The CDC recently noted a significant increase in influenza activity over the past several weeks in the United States.
In a health advisory, the agency reminded clinicians that influenza should be high on their list of possible diagnoses for ill patients. They advised that all hospitalized patients and any high-risk patients — such as those aged younger than 2 years or older than 65 years — with suspected or confirmed influenza should be treated as soon as possible with antiviral medications.
“While antiviral drugs work best when treatment is started within 2 days of illness onset, clinical benefit has been observed even when treatment is initiated later,” the agency said.
Most of the country has reported widespread influenza activity by now. In its most recent update, the CDC reported that activity is high in 21 states, including much of the Midwest and South.
Influenza A(H3N2), which is known to evade the seasonal vaccine, remains the most prevalent strain in the U.S. this season. According to the CDC, 8.1% of the 261,076 specimens tested in clinical laboratories as of Dec. 23 were positive for influenza, including 81.5% that tested positive for influenza A. Among influenza A viruses that were subtyped by public health laboratories, 90.2% were H3N2 viruses.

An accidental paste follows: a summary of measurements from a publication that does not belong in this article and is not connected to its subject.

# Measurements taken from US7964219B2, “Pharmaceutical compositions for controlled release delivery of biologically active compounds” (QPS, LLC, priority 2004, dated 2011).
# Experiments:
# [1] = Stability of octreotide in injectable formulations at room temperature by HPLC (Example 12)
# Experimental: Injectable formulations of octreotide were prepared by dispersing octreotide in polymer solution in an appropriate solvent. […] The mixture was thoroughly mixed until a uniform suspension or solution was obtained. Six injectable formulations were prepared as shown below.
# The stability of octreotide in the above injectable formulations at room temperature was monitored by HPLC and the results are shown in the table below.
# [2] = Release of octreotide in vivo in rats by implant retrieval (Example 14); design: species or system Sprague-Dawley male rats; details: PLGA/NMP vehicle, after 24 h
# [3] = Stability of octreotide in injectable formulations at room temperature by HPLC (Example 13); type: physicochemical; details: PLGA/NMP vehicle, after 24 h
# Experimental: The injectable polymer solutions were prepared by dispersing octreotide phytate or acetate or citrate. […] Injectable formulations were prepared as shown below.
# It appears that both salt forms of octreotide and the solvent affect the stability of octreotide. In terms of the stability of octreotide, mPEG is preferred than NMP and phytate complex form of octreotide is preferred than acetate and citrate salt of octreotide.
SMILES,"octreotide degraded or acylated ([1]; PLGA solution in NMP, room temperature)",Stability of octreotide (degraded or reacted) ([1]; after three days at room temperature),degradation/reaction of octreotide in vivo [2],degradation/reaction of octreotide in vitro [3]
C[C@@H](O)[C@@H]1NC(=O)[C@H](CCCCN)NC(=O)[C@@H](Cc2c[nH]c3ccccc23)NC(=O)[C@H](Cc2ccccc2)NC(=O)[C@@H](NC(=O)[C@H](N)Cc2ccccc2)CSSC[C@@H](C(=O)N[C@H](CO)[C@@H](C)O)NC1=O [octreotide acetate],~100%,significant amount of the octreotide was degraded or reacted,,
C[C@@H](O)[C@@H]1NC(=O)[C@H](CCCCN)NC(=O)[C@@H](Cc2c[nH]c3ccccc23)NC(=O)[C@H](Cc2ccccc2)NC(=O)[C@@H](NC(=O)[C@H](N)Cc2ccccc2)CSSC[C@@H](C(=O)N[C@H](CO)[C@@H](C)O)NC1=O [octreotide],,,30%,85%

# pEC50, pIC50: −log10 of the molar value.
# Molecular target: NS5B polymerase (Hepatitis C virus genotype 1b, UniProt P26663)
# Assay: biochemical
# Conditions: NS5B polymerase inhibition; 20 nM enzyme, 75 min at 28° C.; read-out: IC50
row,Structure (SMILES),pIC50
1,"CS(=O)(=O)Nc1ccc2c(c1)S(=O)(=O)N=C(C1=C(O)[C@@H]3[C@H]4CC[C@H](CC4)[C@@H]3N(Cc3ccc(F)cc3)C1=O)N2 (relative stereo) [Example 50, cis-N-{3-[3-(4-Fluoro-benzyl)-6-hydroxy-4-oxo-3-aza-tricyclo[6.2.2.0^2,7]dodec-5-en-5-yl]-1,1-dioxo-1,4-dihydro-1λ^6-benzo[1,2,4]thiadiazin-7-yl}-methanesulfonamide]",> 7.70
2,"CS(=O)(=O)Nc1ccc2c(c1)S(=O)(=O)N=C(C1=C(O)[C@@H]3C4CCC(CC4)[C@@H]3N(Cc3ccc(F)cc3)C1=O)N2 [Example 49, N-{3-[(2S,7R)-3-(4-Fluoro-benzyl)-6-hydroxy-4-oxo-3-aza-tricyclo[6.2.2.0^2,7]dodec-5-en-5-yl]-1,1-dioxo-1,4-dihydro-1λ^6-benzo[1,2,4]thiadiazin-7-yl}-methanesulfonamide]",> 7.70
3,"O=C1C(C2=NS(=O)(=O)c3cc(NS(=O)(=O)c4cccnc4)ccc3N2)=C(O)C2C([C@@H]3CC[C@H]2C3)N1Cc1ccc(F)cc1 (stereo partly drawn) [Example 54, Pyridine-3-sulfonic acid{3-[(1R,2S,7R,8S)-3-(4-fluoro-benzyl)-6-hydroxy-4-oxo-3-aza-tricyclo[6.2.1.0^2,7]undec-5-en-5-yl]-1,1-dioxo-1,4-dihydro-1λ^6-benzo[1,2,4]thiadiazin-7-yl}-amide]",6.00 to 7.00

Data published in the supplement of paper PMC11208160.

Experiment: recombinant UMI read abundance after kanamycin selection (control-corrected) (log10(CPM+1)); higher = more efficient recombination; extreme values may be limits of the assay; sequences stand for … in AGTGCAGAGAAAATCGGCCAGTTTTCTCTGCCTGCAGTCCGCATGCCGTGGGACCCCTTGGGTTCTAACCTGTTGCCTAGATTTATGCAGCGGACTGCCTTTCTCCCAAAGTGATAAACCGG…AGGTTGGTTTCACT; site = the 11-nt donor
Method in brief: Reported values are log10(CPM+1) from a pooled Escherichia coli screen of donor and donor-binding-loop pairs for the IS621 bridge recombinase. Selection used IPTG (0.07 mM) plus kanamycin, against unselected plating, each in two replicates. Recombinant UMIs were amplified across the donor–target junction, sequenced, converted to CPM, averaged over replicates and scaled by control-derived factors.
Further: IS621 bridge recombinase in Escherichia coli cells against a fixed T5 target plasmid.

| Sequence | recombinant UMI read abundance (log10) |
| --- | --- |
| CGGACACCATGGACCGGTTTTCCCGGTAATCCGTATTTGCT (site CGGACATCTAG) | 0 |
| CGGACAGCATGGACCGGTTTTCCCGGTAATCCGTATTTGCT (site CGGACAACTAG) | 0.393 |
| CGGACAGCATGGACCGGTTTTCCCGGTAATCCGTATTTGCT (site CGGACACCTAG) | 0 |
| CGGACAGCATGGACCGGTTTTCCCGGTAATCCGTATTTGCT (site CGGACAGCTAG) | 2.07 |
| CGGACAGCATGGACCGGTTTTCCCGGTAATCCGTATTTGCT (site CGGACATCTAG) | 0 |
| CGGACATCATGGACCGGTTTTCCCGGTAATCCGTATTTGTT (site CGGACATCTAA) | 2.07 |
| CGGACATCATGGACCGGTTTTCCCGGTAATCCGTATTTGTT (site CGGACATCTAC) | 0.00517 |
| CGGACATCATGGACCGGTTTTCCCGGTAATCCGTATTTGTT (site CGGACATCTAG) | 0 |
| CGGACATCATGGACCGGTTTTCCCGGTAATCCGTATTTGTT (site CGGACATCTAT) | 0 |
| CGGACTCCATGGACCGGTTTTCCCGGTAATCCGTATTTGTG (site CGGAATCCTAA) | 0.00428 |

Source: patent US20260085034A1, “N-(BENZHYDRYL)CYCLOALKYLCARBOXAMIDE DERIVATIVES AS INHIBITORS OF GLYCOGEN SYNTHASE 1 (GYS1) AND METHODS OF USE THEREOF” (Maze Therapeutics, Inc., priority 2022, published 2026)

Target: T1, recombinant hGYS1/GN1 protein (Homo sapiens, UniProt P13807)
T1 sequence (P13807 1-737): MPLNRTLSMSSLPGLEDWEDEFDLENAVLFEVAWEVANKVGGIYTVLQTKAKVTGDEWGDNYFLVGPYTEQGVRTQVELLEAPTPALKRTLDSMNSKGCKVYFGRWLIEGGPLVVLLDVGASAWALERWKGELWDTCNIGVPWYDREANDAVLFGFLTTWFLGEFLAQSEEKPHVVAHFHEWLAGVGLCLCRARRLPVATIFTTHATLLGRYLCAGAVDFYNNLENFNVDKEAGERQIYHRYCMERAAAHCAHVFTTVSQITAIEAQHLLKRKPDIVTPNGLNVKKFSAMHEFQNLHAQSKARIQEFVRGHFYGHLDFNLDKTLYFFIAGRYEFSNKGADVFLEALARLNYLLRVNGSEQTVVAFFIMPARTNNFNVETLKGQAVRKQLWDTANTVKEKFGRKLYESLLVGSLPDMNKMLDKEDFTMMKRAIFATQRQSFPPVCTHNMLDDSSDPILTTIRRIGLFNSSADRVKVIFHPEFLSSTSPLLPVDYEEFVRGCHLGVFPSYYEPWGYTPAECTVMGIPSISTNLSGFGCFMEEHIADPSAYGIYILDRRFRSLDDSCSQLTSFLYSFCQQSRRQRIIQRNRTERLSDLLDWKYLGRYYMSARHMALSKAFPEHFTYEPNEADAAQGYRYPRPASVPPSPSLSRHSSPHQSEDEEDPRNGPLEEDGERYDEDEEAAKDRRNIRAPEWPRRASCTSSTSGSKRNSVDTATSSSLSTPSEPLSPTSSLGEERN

Experts have expressed concern about surveillance data from Australia that showed the H3N2 component in the Southern Hemisphere’s influenza vaccine — the same one used in the Northern Hemisphere — was only 10% effective. But a CDC official previously told Infectious Disease News that the agency believes recent data from the U.S. are a better barometer of how the vaccine will perform in the states. The same H3N2 component used in last year’s vaccine was 32% effective against the strain — only slightly lower than the overall vaccine effectiveness of 39%.
In virus samples collected this season, the CDC has not recorded any drug resistance to the three neuraminidase inhibitor antivirals approved by the FDA. The antivirals include oseltamivir, commonly known as Tamiflu (Roche), which was approved as a generic last year, Relenza (zanamivir, GlaxoSmithKline) and Rapivab (peramivir, BioCryst). – by Gerard Gallagher
CDC. Seasonal influenza A(H3N2) activity and antiviral treatment of patients with influenza. https://emergency.cdc.gov/han/han00409.asp. Accessed December 29, 2017.